7. Mercia, including the counties of Chester, Derby, Nottingham, Lincoln, Shropshire, Stafford, Leicester, Rutland, Northampton, Huntingdon, Hereford, Worcester, Warwick, Gloucester, Oxford, Buckingham, and parts of Hertford and Bedford, said to have been founded by Crida, whose followers were Angles, A.D. 585. The name Mercia has been derived, by Camden and others, om the word mearc, a limit; "for the other kingdoms, it is said, "bordered upon it.' Lingard thinks that the people were called Mercians, perhaps from the marshy district in which they first settled.” The most probable explanation, however, appears to be that given by Macpherson, in his ‘Annals of Commerce,' who observes that the Saxon Dame Myrenaric properly signifies the woodland kingdom, which,' he adds,

agrees very closely with Coitani, the Latinized name of the old British inhabitants, signifying woodland-men, or foresters.' About the middle of the seventh century Mercia was conquered by Oswio, king of Northumbria ; but after a few years it recovered its independence ; and before the end of the next century it had reduced to subjection both the neighbouring states of East Anglia and Kent. It was eventually subjugated however about the year 825, by Egbert of Wessex, and although for some time considered as a separate kingdom, it continued ever after dependent upon that state, with the exception of a short period in the latter part of that century, during which it was overrun and taken possesion of by the Danes.

This assemblage of states has been commonly called the Heptarchy, for which Mr. Turner has proposed to substitute the Octarchy, on the ground that Deira and Bernicia ought to be considered as two distinct kingdoms. But in truth it may be doubted if there ever was a time when so many as seven of the states co-existed separately and independently. Various small districts also appear to have for longer or shorter periods preserved an all but nominal independence in the midst of the larger states, to some one or other of which they were severally considered as annexed. Such were the Isle of Wight; the Suthrige, or Southern Kingdom, now Surrey; the district of Hwiccas, or Magesettam, which was conterminous with the antient bishopric of Worcester; and others, of which the annals have been for the first time collected by Sir Francis Palgrave. But above all it would be difficult to show that either term is perfectly admissible, if it be intended to imply (as in strict propriety both heptarchy and octarchy would seem to do) that the several states were all connected together into any sort of union or confederacy; that they formed, in fact, any political system entitled to be designated by one word at all. We know that they were constantly at war with one another, and of the existence of any general controlling authority, except such as one king was occasionally enabled to maintain over the rest by his sword, their history affords no trace. To certain of the kings however by whom this temporary supremacy appears to have been asserted in the most marked manner, Bede, and after him, the Saxon Chronicle, have attributed the title of Bretwalda, that is, as it has been interpreted, Wielder or Emperor of Britain ; and it is probable that a species of superior honour and dignity, such as this title would imply, may have been claimed by the princes in question, and accorded to them by those of their neighbours whom they had brought under subjection, or who, although unsubdued, preferred not to provoke their enmity.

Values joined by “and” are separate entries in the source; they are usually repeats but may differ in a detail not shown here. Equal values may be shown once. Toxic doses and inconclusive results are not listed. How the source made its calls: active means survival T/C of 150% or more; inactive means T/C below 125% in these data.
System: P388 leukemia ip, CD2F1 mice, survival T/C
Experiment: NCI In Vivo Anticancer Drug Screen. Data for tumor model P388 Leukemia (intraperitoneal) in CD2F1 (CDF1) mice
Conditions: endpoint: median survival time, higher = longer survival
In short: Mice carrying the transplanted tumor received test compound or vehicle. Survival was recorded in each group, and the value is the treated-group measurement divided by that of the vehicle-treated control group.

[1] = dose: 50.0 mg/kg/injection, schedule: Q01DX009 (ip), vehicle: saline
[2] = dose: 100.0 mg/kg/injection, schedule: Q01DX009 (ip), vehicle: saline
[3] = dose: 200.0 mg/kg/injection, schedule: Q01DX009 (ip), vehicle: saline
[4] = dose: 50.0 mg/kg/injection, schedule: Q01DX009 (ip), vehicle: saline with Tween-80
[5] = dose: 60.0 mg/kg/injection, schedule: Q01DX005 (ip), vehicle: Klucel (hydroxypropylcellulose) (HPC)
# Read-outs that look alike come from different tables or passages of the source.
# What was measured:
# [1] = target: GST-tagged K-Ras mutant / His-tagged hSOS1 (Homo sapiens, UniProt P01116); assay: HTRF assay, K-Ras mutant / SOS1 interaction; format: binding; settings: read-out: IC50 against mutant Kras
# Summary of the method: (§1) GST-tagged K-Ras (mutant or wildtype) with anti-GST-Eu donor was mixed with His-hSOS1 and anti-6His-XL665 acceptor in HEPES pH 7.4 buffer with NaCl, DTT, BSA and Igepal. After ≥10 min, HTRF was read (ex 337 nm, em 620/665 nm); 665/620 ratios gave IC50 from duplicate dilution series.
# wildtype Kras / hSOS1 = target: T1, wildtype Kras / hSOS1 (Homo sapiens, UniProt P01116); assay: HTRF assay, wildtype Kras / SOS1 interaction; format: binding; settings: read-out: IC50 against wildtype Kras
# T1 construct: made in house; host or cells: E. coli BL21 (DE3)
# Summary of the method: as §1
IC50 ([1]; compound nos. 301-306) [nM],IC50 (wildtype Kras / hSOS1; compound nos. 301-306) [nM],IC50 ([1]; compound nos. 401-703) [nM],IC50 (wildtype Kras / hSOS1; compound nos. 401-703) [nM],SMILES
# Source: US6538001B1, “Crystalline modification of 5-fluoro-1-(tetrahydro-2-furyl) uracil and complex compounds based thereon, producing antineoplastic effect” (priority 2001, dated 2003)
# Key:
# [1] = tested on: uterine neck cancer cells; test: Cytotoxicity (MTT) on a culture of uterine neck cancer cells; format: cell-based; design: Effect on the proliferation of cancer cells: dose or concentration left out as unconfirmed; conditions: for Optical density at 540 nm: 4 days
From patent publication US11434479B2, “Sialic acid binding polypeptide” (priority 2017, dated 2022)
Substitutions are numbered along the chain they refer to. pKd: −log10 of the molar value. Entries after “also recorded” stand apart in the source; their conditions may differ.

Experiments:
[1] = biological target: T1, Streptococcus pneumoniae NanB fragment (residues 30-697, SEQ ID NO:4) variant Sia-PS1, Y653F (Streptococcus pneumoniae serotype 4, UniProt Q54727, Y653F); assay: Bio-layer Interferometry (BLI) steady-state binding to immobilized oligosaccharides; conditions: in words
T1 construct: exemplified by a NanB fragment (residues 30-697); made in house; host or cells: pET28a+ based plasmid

14.-THE WARS OF MERCIA.

JOANNA BAILLIE. From 'Ethwald,' a Tragedy.

SCENE I. A small cavern, in which is discovered a Wizard, sitting by a fire of embers, baking

his scanty meal of parched corn, and counting out some money from a bag; a book and other things belonging to his art are strewed near him on the ground.

Wiz. (alone.) Thanks to the restless soul of Mollo's son !
Well thrives my trade. Here, the last hoarded coin
of the spare widow, trembling for the fate
Of her remaining son, and the gay jewel
Of fearful maid, who steals by fall of eve,
With muffled face, to learn her warrior's doom,
Lie in strange fellowship; so doth misfortune
Make strange acquaintance meet.